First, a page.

Len Brown's recent cuddle-up to Transport Minister Simon Bridges reminds me of a poor Whanganui chap banged up in a Bali jail for being willing to do and believe anything in his desperate quest for a little love.
The mayor finds it "heartening" the Prime Minister and senior ministers popped in last Friday to discuss "vital issues" and that they've agreed to a "transport accord" between Auckland and central government. Signs, he says, Government is working "constructively and collaboratively" with Auckland.
Now I guess pigs may one day sprout little wings and fly. But the laws of nature and the past behaviour of Governments suggest otherwise.
In May 2003, for example, the old Auckland mayoral forum signed up to a very similar pact with government ministers. Called Jog, the joint officials group was to examine Auckland transport strategy and funding issues. Later that year came the Government's "Investing for Growth" transport package, proposing the introduction of road pricing, an increase in fuel taxes, an accelerated road building programme and a single body for Auckland transport issues.
In 2005, we got Guedo - the Government Urban and Economic Development Office - an outpost of Wellington bureaucracy with personnel from assorted ministries including the Treasury, the Department of the Prime Minister, Transport, Economic Development, Environment and Labour.
It was based in downtown Auckland "to achieve greater alignment of Government priorities and effort towards sustainable urban and economic development of the Auckland region". A Department of Internal Affairs document described it as "a central government conduit into Auckland strategic processes and initiatives".
By the end of 2006, the Guedo empire had 25 bureaucrats and two support staff.
In July 2006 came the Auckland Transport Strategic Alignment Project. Transport Minister Annette King's announcement could have been dusted off for the present minister's recent announcement with Mr Brown and no one would have noticed.
Mrs King said the project was "to develop a common Crown and regional vision for transport in the region". She noted "there is currently no systematic joint central/local government long-term transport planning in Auckland".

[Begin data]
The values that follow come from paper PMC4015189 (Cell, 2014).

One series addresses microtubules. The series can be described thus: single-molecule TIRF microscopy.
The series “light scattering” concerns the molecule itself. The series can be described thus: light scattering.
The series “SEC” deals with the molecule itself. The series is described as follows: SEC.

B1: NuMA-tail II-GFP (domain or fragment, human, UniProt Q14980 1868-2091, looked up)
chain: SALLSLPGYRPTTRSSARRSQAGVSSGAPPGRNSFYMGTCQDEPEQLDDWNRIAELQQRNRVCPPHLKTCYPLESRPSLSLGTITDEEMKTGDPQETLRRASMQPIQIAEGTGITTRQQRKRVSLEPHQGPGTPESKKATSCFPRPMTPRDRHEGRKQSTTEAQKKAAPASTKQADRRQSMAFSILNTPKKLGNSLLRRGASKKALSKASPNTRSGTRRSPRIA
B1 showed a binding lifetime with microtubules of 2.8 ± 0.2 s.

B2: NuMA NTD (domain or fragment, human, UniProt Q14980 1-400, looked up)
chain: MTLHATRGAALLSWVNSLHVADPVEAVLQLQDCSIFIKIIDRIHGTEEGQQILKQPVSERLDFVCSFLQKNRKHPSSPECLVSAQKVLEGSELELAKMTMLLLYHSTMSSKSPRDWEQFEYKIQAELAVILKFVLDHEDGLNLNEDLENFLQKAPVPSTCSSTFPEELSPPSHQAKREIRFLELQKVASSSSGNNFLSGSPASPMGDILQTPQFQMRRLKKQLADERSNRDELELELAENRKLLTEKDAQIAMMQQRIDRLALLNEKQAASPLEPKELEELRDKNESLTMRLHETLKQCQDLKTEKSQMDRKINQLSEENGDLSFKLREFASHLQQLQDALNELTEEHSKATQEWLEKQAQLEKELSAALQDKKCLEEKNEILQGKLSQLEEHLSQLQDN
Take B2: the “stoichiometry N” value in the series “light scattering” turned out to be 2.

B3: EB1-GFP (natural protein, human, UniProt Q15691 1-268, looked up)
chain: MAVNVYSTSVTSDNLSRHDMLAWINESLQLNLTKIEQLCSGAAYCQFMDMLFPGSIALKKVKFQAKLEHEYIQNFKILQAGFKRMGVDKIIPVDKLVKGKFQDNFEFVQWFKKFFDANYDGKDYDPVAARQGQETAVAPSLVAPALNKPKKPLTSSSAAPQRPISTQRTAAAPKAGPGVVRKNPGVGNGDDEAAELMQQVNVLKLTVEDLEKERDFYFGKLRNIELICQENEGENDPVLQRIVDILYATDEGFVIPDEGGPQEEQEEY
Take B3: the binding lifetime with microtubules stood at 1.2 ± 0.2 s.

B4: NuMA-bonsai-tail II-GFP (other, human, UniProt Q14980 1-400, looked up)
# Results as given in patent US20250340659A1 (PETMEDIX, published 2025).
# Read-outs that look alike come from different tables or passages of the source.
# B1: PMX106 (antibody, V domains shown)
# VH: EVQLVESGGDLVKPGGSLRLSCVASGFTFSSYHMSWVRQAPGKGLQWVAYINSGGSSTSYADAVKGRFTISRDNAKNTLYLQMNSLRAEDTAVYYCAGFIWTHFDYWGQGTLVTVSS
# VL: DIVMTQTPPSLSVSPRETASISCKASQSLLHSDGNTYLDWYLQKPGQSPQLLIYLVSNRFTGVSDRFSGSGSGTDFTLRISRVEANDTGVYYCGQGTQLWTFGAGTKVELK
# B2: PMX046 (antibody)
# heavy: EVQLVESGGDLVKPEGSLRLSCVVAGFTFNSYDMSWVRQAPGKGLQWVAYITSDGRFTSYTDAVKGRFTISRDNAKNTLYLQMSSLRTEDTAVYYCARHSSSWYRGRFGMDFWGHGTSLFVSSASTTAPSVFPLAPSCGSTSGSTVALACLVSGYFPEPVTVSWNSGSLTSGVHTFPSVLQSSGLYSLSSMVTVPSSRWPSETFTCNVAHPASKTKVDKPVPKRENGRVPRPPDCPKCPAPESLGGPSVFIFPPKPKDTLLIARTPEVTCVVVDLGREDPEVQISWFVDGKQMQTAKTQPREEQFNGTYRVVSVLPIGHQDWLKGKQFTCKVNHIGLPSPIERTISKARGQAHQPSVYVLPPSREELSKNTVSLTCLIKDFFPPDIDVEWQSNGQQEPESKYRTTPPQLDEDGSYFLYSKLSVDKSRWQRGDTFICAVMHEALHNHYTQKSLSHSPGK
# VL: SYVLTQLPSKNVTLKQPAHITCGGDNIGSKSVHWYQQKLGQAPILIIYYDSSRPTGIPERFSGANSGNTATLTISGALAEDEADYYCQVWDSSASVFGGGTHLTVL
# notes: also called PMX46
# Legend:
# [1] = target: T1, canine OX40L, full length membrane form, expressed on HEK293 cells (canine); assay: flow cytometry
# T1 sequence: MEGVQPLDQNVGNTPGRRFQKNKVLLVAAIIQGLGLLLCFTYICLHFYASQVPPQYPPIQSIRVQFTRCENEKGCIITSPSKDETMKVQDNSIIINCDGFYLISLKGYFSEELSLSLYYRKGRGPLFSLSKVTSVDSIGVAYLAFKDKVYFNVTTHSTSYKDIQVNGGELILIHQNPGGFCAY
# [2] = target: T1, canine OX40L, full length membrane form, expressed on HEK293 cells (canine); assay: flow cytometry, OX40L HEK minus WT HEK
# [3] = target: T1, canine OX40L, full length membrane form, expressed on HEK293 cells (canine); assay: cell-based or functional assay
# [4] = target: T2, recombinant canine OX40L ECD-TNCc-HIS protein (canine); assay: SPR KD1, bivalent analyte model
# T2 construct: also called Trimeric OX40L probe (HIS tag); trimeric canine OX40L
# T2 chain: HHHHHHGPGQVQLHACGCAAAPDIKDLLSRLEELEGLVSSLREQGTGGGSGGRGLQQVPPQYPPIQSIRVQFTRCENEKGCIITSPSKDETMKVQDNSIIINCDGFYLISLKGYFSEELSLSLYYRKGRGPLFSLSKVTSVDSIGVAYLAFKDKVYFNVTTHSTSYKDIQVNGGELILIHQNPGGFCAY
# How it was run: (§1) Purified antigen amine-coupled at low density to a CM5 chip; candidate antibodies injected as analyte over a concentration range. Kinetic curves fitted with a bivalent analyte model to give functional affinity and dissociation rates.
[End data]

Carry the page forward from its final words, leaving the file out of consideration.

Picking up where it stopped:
Nearly a year later, the project team reported back that "there is a large degree of alignment between Crown and Auckland officials, including that a substantial shift to public transport is needed, starting immediately".
What became clear was that too often, Wellington expected consensus to be on its terms. For example, when it came to producing a new contracting model for bus operators in the long struggle to set up an integrated transport network, the major bus operator, New Zealand Bus, owned by Infratil, proved more persuasive to government ears than the united voice of Auckland.
What this brief summary shows is that for more than a decade, in the give and take between central and local government, Auckland has been the one expected to give in to the Wellington-knows-best mandarins and politicians.
The 2013 "consensus building group" was a good example; an attempt by the mayor to find agreement on extra transport funding in which the Government refused to participate. Last year, former Auckland Council chief executive Doug McKay showed his frustrations in a report for the State Services Commission recommending ways the government bureaucracy could up its game in Auckland.
He called for a group of tier-two public service officials to be based in Auckland, answering directly to their chief executives on Auckland issues. He told Radio New Zealand: "We have Wellington officials who don't understand enough about Auckland, and that's a danger."
He said without high-quality policy developed in Auckland, politicians were vulnerable to the "advocacy" of lobbyists.
In response, Lewis Holden, the chief executive of the Ministry of Culture and Heritage, has been appointed a State Services deputy commissioner to look at how Mr McKay's advice could be effected.
It was Mr Holden who set up Guedo in 2005. But can he make pigs fly?